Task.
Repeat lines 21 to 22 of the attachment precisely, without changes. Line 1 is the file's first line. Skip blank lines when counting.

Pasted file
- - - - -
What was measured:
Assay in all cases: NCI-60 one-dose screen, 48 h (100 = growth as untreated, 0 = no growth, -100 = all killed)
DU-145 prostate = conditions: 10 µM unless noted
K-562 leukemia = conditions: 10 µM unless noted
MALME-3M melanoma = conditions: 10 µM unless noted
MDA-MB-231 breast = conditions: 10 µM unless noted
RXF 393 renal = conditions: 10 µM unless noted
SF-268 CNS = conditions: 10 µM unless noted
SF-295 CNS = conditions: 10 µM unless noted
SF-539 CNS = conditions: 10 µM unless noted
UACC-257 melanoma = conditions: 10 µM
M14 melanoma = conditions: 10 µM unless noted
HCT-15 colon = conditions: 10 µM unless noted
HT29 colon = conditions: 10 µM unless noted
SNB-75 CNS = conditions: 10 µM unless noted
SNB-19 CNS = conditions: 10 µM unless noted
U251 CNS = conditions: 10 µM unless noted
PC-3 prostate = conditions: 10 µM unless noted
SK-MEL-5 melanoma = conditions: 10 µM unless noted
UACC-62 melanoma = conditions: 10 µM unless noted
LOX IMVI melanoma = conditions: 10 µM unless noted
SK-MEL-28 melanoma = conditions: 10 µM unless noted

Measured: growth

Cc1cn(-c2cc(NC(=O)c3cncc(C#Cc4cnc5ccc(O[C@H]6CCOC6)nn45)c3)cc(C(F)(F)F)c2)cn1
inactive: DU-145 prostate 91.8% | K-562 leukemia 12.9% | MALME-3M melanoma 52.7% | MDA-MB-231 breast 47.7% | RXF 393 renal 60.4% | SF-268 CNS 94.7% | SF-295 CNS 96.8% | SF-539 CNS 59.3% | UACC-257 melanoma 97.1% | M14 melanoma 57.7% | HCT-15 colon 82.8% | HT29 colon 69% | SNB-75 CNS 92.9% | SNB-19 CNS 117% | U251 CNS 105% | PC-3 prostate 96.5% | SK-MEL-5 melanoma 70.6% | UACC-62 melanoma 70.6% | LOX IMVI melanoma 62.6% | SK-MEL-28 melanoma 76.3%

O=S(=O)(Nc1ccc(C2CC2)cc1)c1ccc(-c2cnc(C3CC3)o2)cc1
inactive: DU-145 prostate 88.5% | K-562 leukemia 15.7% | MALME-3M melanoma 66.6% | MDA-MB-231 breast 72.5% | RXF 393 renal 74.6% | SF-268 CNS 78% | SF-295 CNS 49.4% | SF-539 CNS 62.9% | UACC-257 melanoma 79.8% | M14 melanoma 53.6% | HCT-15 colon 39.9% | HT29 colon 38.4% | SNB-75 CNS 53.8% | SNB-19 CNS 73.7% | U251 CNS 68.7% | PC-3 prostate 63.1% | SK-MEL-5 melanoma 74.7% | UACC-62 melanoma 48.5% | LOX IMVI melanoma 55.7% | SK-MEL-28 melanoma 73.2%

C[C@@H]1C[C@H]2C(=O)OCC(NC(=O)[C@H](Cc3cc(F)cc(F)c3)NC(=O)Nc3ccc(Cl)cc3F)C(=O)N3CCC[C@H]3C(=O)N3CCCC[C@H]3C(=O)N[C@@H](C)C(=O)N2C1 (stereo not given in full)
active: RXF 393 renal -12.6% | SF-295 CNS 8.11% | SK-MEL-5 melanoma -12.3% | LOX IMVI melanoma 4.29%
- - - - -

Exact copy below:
LOX IMVI melanoma = conditions: 10 µM unless noted
SK-MEL-28 melanoma = conditions: 10 µM unless noted